In November 1870, Dr. Axel Beskov founded the Manilla School – a workhouse for visually impaired craftsmen in Stockholm. Initially there were nine people, most of them lived at the workhouse.
In 1889 a group of visually impaired craftsmen founded “De blindas förening” (the Association of the Blind) (DBF), a political independent organization whose purpose was to encourage the traditionally isolated group of visually impaired individuals to participate more actively in society via different social contexts such as musical events and lectures. But a large part of DBF’s work revolved around developing support for the artisans and their ability to live off their work.
In 1902 DBF purchased materials for brush binding and basket making collectively in order to reduce prices and be sold to the visually impaired craftsmen for purchase price. In 1906 a property was bought on Majorsgatan 12, it accommodated an office and library, brush binding factory, warehouse for raw materials, sales of raw material and a shop. These endeavors were the foundation for today’s Iris Hantverk.
According to the Iris Hantverk website:
Since August 2012, Richard Sparrenhök and Sara Edhäll run the company. In 2012 Socialdepartementet withdraw the aid disbursed for depot activities for visually impaired craftsmen. That had been the main revenue for that function since the 1950s. Iris Hantverk’s owner at that time then decided to sell the company to us – both having worked for many years in the company and its management. We are both very glad to take over and operate on this company that holds so much history and tradition. … We care much for the craftsmen and the survival of the brush binding manufactory. We believe that many like us appreciate the feeling and quality of a hand drawn brush made of natural materials.
Today they have 17 employees. The core of the business is the brush binding manufacturing at Sandsborgsvägen, Enskede where six visually impaired craftsmen from different cultures make brushes according to an old Swedish tradition.
Starting out as a block of wood, each brush face is sawed, milled, and sanded. Holes are then drilled into the wood, and the bristle knots are wired through the holes, tying together the main components. A broad variety of bristle materials are used, varying according to the brush’s function: horse hair, cereal root, goat hair, and coconut fiber are just a few of the fine bristle materials.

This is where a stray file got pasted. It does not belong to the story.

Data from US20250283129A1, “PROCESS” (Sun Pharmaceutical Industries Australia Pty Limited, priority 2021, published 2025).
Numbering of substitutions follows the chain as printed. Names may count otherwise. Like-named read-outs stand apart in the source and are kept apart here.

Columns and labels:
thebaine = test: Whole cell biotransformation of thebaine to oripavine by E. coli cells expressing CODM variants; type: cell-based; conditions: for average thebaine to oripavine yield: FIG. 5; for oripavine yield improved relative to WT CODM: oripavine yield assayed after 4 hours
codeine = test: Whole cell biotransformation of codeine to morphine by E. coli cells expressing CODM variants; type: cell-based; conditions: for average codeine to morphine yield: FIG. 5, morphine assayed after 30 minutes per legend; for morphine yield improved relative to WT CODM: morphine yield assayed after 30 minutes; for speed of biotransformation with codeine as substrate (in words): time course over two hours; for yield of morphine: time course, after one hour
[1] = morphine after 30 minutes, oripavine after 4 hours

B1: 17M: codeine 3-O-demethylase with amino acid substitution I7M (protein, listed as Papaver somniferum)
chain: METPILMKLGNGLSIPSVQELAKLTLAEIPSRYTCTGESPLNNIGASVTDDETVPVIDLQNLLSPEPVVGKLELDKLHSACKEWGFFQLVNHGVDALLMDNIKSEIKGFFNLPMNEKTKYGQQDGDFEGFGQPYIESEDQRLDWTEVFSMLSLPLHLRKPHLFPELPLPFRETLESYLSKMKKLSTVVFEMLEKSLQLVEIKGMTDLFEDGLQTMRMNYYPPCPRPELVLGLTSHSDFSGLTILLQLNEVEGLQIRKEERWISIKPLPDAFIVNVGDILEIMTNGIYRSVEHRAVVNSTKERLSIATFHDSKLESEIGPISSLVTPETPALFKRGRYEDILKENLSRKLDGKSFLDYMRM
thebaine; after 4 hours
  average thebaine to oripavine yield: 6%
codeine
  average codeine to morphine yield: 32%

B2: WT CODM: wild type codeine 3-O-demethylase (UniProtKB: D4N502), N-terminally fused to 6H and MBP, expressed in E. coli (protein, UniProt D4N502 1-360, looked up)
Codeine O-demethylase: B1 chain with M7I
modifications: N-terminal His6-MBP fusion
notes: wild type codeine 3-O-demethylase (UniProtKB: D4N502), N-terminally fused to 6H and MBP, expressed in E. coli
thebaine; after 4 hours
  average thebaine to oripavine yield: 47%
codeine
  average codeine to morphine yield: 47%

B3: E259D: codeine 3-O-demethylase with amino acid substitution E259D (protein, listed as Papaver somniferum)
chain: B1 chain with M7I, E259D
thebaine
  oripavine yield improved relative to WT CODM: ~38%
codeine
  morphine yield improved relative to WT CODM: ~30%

Their products are sold in two shops in Stockholm and Ingebretsen’s carries some of their wonderful products too. You can see them here. They are available in the store and online so you can have these handcrafted products in your home. Here are a couple items and their description from the Iris Hantverk website:
Computer Brush: A perfect accessory for your desktop. It looks good and comes in handy when you should dust off your monitor and keyboard. The short part gives easy access between the keys and the bright bristles sweeps of the screen without generating static electricity. The brush is made of oak and dark and light horsehair.
Mushroom Brush: Fresh mushrooms lose flavor when rinsed in water – dirt and soil should be brushed or cut off. This handy mushroom brush in oiled birch and horsehair effectively removes dirt and debris without damaging fungus. The brush also works great as a bread baking brush with molds having small and detailed patterns.
Red Cedarwood Balls: The scent refreshes your closet and dressing room. Placing red cedar in the closet is an old cleaning tip – the fragrance works as a natural pest repellent. The balls can be spread out in the closet but be sure not to put them directly on your clothes when the wood may leave grease stains. When the scent wears off you can sand lightly with fine sandpaper.
Nail brush: Made with oil treated oak and tampico fibre. Double-sided nail brush which is both stylish and comfortable to hold. Tampico fibre is elastic and waterproof with a certain stiffness but without becoming all too hard which makes the material nice and handy for cleaning the hands and nails. The shorter stiffer bristles on the top of the brush will effectively access and remove dirt under the nail.